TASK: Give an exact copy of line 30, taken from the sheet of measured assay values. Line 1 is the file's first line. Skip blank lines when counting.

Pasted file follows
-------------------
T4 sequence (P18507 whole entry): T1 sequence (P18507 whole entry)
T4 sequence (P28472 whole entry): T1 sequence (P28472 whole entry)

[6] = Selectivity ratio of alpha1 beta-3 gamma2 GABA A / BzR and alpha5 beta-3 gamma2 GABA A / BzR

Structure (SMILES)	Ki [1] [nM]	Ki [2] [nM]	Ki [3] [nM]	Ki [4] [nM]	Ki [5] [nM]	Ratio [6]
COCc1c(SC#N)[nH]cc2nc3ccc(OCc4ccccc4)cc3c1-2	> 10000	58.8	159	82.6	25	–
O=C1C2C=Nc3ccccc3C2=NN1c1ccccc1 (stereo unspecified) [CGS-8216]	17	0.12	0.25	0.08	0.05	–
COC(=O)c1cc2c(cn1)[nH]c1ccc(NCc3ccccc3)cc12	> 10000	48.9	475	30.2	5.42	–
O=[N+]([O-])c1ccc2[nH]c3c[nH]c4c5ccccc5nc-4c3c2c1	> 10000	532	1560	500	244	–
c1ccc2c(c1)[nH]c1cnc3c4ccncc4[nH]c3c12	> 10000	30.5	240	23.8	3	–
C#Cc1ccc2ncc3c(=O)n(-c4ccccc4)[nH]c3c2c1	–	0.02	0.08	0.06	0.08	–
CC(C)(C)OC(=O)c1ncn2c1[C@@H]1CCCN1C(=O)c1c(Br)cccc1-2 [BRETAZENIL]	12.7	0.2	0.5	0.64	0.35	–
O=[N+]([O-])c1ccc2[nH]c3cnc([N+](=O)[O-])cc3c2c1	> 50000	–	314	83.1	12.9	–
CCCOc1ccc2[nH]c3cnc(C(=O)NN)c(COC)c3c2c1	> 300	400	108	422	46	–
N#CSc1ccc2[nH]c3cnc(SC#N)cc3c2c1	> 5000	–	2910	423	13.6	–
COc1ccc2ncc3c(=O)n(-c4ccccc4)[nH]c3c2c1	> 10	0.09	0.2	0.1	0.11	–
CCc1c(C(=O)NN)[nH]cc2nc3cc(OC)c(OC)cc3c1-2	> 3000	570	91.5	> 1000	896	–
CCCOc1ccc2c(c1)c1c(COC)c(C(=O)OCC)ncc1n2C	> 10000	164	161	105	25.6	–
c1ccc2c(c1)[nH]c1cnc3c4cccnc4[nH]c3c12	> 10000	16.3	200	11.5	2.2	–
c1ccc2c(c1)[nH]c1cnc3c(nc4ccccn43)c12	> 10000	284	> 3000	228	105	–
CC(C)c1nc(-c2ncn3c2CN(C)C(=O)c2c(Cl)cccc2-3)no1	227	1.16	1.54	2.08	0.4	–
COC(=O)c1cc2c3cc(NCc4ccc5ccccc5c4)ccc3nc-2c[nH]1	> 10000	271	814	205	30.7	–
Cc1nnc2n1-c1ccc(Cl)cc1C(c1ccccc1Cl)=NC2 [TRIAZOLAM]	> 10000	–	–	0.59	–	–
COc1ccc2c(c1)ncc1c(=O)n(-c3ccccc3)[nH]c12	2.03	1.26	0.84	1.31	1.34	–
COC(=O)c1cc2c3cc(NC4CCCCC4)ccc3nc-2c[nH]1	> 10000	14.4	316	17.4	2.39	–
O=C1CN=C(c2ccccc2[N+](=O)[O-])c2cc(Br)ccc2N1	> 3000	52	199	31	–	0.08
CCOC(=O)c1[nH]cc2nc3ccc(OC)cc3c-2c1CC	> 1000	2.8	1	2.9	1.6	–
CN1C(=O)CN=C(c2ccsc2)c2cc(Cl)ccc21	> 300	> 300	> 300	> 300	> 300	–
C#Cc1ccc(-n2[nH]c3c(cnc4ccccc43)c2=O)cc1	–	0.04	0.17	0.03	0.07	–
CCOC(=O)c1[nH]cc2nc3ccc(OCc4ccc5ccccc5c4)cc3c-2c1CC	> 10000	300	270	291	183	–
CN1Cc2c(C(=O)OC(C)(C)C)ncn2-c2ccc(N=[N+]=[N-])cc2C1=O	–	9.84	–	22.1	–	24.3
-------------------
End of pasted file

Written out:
CN1Cc2c(C(=O)OC(C)(C)C)ncn2-c2ccc(N=[N+]=[N-])cc2C1=O	–	9.84	–	22.1	–	24.3